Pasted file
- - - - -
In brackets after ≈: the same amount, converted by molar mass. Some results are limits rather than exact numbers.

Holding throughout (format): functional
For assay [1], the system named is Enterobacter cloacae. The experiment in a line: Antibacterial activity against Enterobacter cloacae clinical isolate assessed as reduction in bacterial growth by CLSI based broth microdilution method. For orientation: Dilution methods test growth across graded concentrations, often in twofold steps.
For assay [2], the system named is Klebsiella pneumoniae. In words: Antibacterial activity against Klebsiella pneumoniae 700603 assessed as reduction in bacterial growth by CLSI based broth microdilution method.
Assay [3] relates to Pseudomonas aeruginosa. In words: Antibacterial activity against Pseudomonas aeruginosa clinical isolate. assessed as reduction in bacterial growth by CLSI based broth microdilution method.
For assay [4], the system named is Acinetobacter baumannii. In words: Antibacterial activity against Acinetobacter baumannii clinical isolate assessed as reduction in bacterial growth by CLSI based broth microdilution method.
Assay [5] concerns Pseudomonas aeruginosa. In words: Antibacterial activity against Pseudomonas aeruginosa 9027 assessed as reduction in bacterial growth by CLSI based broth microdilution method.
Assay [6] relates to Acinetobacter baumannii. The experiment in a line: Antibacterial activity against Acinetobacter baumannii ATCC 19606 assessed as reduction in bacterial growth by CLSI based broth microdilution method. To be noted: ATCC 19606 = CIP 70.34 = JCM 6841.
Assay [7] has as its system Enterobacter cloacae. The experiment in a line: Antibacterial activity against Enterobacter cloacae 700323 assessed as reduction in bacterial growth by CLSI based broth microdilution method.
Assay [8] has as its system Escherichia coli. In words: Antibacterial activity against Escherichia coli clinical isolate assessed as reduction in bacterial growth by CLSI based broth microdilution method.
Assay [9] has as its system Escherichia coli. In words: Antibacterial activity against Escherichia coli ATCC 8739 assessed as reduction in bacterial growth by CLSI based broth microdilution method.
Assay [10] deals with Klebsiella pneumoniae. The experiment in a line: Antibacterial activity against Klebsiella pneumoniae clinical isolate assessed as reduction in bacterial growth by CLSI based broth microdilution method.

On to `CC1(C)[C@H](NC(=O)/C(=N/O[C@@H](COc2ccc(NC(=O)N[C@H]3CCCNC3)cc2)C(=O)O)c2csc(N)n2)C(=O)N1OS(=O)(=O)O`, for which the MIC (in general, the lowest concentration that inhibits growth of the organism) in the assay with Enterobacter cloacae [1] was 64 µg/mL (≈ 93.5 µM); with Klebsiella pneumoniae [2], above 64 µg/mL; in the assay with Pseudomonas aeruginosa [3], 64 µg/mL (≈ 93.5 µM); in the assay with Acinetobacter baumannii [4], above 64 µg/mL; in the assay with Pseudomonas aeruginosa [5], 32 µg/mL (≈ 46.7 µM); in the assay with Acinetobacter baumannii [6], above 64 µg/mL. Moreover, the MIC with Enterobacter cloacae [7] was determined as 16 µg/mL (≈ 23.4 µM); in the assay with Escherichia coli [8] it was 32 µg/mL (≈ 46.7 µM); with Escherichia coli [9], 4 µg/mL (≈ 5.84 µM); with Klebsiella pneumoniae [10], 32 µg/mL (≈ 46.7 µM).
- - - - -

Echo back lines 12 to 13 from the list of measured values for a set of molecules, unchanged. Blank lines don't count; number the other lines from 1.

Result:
Assay [10] deals with Klebsiella pneumoniae. The experiment in a line: Antibacterial activity against Klebsiella pneumoniae clinical isolate assessed as reduction in bacterial growth by CLSI based broth microdilution method.

On to `CC1(C)[C@H](NC(=O)/C(=N/O[C@@H](COc2ccc(NC(=O)N[C@H]3CCCNC3)cc2)C(=O)O)c2csc(N)n2)C(=O)N1OS(=O)(=O)O`, for which the MIC (in general, the lowest concentration that inhibits growth of the organism) in the assay with Enterobacter cloacae [1] was 64 µg/mL (≈ 93.5 µM); with Klebsiella pneumoniae [2], above 64 µg/mL; in the assay with Pseudomonas aeruginosa [3], 64 µg/mL (≈ 93.5 µM); in the assay with Acinetobacter baumannii [4], above 64 µg/mL; in the assay with Pseudomonas aeruginosa [5], 32 µg/mL (≈ 46.7 µM); in the assay with Acinetobacter baumannii [6], above 64 µg/mL. Moreover, the MIC with Enterobacter cloacae [7] was determined as 16 µg/mL (≈ 23.4 µM); in the assay with Escherichia coli [8] it was 32 µg/mL (≈ 46.7 µM); with Escherichia coli [9], 4 µg/mL (≈ 5.84 µM); with Klebsiella pneumoniae [10], 32 µg/mL (≈ 46.7 µM).